Postpartum Hemorrhage



Postpartum hemorrhage is when a woman loses too much blood after giving birth. It is called primary when it happens in the first 24 hours after giving birth. It is called secondary (or delayed) when it happens between 24 hours to 6 weeks after giving birth.

Postpartum Hemorrhage
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Causes may be:

  • A loss of muscle tone in the womb after birth
  • Wounds in the birth canal
  • Not delivering the placenta completely
  • Bleeding problems in the mother that make the blood unable to clot (rare)

In some women, uterine inversion or uterine rupture may also be a cause.

Risk Factors

Things that may raise the risk are:

  • Problems with the placenta
  • Multiple babies in current pregnancy
  • History of previous postpartum hemorrhage
  • A fetus that is larger than average
  • The use of medicine to speed up labor
  • Rapid or lengthy labor
  • Pre-eclampsia



The main symptom is heavy blood loss after having a child. There may also be swelling and pain in the pelvic area.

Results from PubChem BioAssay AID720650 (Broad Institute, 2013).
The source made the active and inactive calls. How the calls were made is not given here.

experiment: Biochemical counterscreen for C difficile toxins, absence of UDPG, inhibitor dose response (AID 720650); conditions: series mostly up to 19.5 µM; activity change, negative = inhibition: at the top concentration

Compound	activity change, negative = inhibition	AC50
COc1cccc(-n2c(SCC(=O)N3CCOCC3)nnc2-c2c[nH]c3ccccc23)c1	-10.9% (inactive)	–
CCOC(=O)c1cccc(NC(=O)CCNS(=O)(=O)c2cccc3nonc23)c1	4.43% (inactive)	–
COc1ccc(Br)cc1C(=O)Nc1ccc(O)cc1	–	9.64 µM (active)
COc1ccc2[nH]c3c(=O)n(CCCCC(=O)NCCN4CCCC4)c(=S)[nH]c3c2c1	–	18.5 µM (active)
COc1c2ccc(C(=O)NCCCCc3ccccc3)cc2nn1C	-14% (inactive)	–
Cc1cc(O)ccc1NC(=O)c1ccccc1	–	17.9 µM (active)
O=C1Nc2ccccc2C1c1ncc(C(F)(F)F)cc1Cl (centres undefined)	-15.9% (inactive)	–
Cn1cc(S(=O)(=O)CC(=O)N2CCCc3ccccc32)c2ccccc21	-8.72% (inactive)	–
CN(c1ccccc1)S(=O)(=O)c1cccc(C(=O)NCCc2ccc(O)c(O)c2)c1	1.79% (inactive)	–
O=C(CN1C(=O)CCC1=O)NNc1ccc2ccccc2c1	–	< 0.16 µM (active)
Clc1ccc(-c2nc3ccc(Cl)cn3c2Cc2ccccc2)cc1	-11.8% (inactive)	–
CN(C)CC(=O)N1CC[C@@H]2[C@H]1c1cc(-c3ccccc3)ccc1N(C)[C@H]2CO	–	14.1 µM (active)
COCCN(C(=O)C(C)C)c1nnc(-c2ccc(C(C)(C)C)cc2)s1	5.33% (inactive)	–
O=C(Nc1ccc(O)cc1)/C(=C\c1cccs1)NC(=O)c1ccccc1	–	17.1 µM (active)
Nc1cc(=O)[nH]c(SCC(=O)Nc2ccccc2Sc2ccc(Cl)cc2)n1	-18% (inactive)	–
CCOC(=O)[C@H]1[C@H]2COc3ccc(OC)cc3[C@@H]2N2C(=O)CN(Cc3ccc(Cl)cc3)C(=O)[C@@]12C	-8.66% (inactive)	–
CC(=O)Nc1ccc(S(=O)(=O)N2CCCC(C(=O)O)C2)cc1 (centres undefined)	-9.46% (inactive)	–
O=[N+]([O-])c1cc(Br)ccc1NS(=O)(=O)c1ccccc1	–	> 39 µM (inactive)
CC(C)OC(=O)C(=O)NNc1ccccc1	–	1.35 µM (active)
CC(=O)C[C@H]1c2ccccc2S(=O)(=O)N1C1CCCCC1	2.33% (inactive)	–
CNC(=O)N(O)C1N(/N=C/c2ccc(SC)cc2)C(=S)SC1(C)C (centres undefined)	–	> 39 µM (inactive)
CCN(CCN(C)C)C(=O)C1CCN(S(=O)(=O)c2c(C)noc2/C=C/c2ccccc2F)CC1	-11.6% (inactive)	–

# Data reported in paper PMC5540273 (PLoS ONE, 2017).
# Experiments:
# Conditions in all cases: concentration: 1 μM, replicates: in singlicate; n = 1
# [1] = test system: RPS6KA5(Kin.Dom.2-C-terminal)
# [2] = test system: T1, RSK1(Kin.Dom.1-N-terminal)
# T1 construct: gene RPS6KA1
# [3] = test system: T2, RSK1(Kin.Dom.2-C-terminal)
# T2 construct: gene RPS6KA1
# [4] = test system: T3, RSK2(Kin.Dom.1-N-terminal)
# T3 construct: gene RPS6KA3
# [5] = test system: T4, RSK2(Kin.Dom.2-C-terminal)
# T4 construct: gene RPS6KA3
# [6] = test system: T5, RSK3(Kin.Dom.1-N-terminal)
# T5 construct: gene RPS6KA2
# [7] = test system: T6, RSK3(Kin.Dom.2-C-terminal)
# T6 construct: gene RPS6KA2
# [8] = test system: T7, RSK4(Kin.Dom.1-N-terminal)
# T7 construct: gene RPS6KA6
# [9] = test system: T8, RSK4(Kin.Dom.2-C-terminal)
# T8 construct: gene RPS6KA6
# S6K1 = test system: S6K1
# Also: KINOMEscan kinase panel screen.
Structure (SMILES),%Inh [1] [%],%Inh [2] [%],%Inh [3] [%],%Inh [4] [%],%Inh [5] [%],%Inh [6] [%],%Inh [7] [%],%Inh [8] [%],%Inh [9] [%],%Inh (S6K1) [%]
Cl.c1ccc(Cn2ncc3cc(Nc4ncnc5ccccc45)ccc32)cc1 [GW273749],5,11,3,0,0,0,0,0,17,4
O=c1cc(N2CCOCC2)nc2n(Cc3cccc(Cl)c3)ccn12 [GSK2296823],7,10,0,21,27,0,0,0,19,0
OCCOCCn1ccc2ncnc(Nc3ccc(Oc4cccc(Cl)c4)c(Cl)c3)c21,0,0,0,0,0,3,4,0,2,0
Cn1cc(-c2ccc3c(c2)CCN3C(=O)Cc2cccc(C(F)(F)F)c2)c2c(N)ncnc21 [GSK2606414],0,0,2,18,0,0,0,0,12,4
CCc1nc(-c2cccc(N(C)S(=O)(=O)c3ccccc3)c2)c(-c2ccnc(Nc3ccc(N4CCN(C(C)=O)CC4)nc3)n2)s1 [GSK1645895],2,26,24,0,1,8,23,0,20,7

The doctor will ask about your symptoms and health history. The doctor will check for bleeding.

Your blood will be tested.

Pictures will be taken. This can be done with an ultrasound .



Treatment is based on how much a woman is bleeding. Options are:

  • Replacing lost fluids, such as with a blood transfusion
  • Oxygen therapy
  • Medicines to make the uterus contract
  • Manual massage of the uterus

Some women may need surgery when other methods do not help. The type of surgery done depends on the source of the bleeding.


There are no known guidelines to prevent this health problem.

This content is reviewed regularly and is updated when new and relevant evidence is made available. This information is neither intended nor implied to be a substitute for professional medical advice. Always seek the advice of your physician or other qualified health provider prior to starting any new treatment or with questions regarding a medical condition.

Edits to original content made by Denver Health.

a (Obstetric Hemorrhage)


The American Congress of Obstetricians and Gynecologists 

American Pregnancy Association 


Health Canada 

Women's Health Matters 


Postpartum hemorrhage. EBSCO DynaMed website. Available at: Accessed October 19, 2020.

Royal College of Obstetricians and Gynecologists. Prevention and Management of Postpartum Haemorrhage: Green-top Guideline No. 52. BJOG. 2017 Apr;124(5):e106-e149.